Florida is a big rival.  The two schools vie for the War Canoe Trophy.  If you go to the official website of the Miami Hurricanes football team, Hurricanesports.cstv.com, and look up this trophy in the Traditions site you’ll see this nugget of joy:
“An authentic Seminole war canoe, hand carved and painted by Seminole Indians from a 200-year-old Everglades cypress tree felled by lighting...”
Felled by ‘lighting’?  Are even the trees in South Beach so fashion-sensitive they swoon when lit by bad lighting?
The canoe is now on display in Miami’s Sports Hall of Shame when it’s not being used to run contraband by hospitality majors.
Back to that bird mascot the ibis.
On the official website it’s described as a bird of strength, of speed, of knowledge, and of courage.  A leader of its species.  It’s a wonder it doesn’t come with its own cape and alter ego.  All this hype for a fowl that looks like a pelican that lost its pouch in a jai alai bet.
            This ibis is wise because it’s the last member of the animal kingdom to take cover before a hurricane hits.  The last?  How wise is that?  After the alligators have amscrayed upstate, after the manatees have migrated to safer coves, after all the panthers and bears have booked flights out, the procrastinating ibis is found loitering in building supply stores in Homestead buying what’s left of the plundered plywood and nails.
            The ibis is also believed to be the first animal to reappear after the storm passes.  Sounds like looter mentality.
            The ibis was announced as the school’s official mascot in 1926 on Larry King’s local radio show.  His name is Sebastian after the butler from the 1960s TV show ‘Family Affair’ played so brilliantly by Sebastian Cabot.
            But before Sebastian the Ibis there was Hurricane I…the dog.
A friend of the school had moved from New Haven, Connecticut to Miami.  He provided a boxer with a fine pedigree to be the mascot of Miami.  His name was Hurricane I.  The dog that is, not the owner.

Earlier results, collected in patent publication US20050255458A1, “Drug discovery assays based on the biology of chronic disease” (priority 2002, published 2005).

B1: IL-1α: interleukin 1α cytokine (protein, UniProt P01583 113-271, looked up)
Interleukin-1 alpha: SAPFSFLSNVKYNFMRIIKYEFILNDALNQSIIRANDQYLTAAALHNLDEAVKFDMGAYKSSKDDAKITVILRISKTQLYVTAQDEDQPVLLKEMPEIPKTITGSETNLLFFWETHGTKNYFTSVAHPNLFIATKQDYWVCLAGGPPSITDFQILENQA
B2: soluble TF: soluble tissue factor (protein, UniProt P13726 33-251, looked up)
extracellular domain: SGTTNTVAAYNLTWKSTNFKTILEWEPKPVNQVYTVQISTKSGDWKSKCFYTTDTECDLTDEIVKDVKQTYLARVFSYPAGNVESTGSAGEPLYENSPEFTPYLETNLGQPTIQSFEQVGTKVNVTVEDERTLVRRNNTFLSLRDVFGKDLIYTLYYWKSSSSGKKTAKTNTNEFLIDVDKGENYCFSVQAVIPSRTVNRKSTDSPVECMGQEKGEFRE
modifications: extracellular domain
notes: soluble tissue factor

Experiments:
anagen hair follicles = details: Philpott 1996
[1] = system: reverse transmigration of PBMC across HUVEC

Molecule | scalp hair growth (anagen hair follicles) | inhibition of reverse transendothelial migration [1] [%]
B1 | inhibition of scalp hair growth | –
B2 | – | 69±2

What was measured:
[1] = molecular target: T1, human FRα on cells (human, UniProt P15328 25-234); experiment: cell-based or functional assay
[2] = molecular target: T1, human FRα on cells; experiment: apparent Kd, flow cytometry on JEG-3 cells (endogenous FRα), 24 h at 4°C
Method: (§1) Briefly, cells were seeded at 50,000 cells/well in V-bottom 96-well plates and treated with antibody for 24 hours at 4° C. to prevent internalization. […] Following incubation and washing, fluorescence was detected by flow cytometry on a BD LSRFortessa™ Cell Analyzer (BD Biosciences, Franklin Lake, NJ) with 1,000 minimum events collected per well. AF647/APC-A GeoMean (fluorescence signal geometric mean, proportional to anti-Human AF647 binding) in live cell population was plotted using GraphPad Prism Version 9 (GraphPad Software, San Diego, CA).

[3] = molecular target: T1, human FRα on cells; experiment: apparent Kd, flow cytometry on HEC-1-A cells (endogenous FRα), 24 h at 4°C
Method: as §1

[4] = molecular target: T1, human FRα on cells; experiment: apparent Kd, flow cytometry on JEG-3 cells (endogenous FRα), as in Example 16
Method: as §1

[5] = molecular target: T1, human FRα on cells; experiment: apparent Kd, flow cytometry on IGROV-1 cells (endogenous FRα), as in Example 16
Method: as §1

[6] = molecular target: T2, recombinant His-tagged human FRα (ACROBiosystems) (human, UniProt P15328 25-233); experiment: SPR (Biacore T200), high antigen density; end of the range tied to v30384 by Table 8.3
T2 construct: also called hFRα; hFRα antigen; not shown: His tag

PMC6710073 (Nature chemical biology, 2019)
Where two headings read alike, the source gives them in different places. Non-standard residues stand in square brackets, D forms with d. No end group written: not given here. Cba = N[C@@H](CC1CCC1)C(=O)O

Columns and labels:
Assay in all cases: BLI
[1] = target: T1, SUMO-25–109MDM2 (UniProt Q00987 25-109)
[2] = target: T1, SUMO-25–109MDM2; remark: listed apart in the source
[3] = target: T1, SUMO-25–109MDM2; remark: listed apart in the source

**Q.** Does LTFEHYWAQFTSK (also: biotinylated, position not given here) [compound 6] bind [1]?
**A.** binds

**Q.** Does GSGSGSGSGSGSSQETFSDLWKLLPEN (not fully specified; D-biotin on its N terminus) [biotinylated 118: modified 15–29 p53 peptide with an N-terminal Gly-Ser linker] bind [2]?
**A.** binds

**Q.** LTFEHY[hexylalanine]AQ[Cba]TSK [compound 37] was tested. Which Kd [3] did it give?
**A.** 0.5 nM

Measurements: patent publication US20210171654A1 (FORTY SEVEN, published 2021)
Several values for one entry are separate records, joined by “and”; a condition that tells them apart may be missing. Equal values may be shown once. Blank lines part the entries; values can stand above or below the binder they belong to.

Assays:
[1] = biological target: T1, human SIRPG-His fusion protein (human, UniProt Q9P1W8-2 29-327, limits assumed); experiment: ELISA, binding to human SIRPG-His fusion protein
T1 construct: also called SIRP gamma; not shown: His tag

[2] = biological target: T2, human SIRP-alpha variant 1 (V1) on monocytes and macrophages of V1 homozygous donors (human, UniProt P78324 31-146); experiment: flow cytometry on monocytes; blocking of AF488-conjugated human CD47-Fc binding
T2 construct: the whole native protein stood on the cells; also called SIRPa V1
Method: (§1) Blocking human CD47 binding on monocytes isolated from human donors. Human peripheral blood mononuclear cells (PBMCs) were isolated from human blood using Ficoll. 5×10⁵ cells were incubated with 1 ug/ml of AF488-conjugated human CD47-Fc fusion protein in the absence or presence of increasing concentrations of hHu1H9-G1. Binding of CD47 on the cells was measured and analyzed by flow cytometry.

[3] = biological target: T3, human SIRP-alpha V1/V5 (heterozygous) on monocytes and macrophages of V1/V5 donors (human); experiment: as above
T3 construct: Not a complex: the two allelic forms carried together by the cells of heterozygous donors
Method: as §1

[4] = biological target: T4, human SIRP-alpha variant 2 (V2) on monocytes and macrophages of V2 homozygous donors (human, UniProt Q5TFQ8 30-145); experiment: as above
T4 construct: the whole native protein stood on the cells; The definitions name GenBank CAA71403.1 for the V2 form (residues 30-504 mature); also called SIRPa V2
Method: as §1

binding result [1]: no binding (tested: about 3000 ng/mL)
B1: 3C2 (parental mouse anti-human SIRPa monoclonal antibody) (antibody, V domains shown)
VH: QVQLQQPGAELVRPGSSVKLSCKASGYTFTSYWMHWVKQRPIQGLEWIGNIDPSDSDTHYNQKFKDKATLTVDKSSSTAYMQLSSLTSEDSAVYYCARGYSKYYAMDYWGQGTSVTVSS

The prize-winning brown and white canine’s real name was ‘Beaubo of Box Haven,’ so he readily accepted his new name and the other dogs stopped making fun of him.
            Well, that is until they saw him in his mascot costume.  It consisted of an orange and green blanket with his name in huge letters on it.  He also had a helmet to wear. 

Hurricane I right before his final flight.  Since he left no note it’s not sure why he pawed open the escape hatch and leaped out of the moving plane.  Maybe the cape made him believe he was Superman’s dog Krypto.  Maybe he was distraught after leaving Handsome Dan VI.  Maybe it was the sheer embarrassment.  Either way he was last seen sailing over the Everglades.  Local folklore tells of a pack of feral boxer/panther mixes roaming the swamp, biting unsuspecting Florida and Florida State fans.

            No word on why the school stopped using dogs as mascots but there was a nasty rumor floating around in the 50s that Hurricane I had lived with the Yale mascot Handsome Dan VI for two years up in Connecticut.      
            This was decades before the movie ‘The Birdcage’ made it okay for this sort of relationship to be had in Miami.
            Orange, green, and white are the school colors.  They represent the orange tree with the orange for the fruit, the green for the leaves, and the white for the pasty tourists on South Beach.  The orange is known as ‘pylon orange.’
      If you like what you've read please check out all the other teams in the book 'The Totally Biased Guide to Southern College Football' by Pete Davis, available for the price of a Whopper Jr. on Kindle at:
         amazon.com/dp/B005FRFMYW